Turnbull was insistent Kiwis would get no special dispensation. But the two premiers had a ‘matey’ relationship, and the Liberal Party leader had to give Key a win.
The pair announced Kiwis stuck in detention centres could fly home while they appealed their visa revocations. Turnbull promised to clear a backlog and fast track appeals.
National’s Justice Minister Amy Adams was tasked with dealing with the returning offenders. Legislation passed through Parliament, under urgency, to set up a strict monitoring regime.
The supervision had an immediate impact, with re-offending rates among deportees dropping from 58 per cent before the legislation was passed in November 2015, to 38 per cent in the period from November 2015 to March 2018. It is currently just over 46 per cent.
The following February, Key called on Turnbull in Sydney. It was an election year, and the deportation policy had proved popular in Australia, but Turnbull offered a concession. He announced an easier route to citizenship for Kiwis.
It had been a sticking point in the relationship since immigration rules had tightened in 2001.
A year later, he overturned the changes. And the relationship continued to slide when Jacinda Ardern’s Labour Party formed a minority government in October 2017.
She chose Australia for her first overseas trip, travelling to Sydney to meet Turnbull over brunch just ten days after taking office. The stakes for this meeting were high.
Ardern would later describe it as “challenging”. Turnbull rebuffed her offer to accept 150 refugees from Manus Island, where 600 detainees had barricaded themselves inside an offshore detention centre. No progress was made on deportations.
The Department of Prime Minister and Cabinet regularly briefed Ardern’s office on controversial or tricky deportation cases.
In February, a briefing contained a warning: a parliamentary Joint Committee had recommended migration laws be changed to allow for the removal of under-18s in a report titled: 'No one teaches you to become an Australian'. Turnbull’s Government was considering the idea.
Ardern was back in Sydney in March, for dinner and an hour of formal talks with Turnbull.
She “made a point of registering my Government’s ongoing concerns” about the “increasing deportations,” an April Cabinet minute notes.
Foreign Affairs Minister Winston Peters also met with his then-opposite Julie Bishop, at a Waiheke Island vineyard.
Their entreaties made no impact. By May 2018, New Zealand officials were alarmed by two “relatively new aspects” of the policy.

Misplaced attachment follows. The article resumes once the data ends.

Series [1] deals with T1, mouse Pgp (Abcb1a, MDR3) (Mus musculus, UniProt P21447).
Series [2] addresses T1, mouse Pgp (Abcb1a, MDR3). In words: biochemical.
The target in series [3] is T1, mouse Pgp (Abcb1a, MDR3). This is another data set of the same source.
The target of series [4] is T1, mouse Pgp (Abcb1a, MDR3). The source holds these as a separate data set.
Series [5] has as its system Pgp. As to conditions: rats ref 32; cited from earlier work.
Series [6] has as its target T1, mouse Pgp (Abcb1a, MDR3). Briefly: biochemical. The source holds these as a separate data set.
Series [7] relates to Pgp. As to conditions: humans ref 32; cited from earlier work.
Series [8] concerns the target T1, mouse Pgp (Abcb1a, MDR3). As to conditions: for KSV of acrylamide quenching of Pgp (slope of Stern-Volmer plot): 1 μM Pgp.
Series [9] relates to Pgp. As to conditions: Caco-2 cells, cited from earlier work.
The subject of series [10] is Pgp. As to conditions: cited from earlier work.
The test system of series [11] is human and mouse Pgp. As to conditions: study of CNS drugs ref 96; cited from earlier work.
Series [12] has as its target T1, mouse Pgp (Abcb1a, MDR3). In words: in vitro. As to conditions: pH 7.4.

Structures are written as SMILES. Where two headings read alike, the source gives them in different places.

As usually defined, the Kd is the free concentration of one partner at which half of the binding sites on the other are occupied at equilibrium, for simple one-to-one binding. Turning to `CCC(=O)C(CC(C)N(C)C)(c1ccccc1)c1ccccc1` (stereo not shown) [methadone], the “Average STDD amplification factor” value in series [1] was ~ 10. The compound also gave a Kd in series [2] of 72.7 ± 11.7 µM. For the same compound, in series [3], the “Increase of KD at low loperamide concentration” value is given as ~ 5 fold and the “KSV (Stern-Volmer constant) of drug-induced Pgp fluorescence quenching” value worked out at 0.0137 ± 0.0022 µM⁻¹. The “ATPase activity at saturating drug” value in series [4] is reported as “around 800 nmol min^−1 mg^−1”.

“We are seeing an increasing use of removals on the basis of Ministerial discretion, and increased willingness to consider the deportation of young persons,” diplomats from the Ministry of Foreign Affairs (MFAT) Australia division wrote to Peters. The briefing went to seven other ministers, including Ardern.
As well as section 501, the Migration Act gave Dutton powers to cancel the visas of those with lesser criminal records, if he considered there was a risk to the community or an individual.
Unlike section 501 cancellations, he didn’t have to consider any connections to Australia under section 116.
Officials noted Dutton was “ramping up” use of section 116: between 2017 and 2019 there would be a 400 per cent rise in the cancellation of visas under section 116, for offences that didn’t meet the 501 threshold.
A Police briefing around the same time warns the flow of deportations “shows no sign of slowing” and “new issues are emerging.”
In June, Wellington advisors became aware of a teenager who was facing deportation on those grounds.
Ardern called a crisis meeting for June 21, which would turn out to be the day her daughter Neve was born.
Peters led the discussions with Little, Police Minister Stuart Nash, Corrections Minister Kelvin Davis and Immigration Minister Iain Lees-Galloway.
Little and Peters publicly took up the 17-year-old’s case, appearing on an Australian current affairs show.
There was a “venal, political strain” to the policy, Little said. Peters, at the time acting PM, accused Australia of breaching the UN Convention on the Rights of the Child.
Their combative language drew attention and Dutton hit back, suggesting Kiwis were freeloading on efforts to deter ‘boat people’.
“New Zealand don’t contribute really anything to the defence effort … I hope that Andrew Little reflects a little more on the relationship between Australia and New Zealand where we do a lot of the heavy lifting,”
Greg Barns, of the Australian Lawyers Alliance, represented the young man, who was removed from Sydney and placed in a Melbourne adult detention centre. He’d lived in Australia since the age of ten.
“Even some of those working in the detention centre thought he shouldn’t be there . . . [they] were appalled.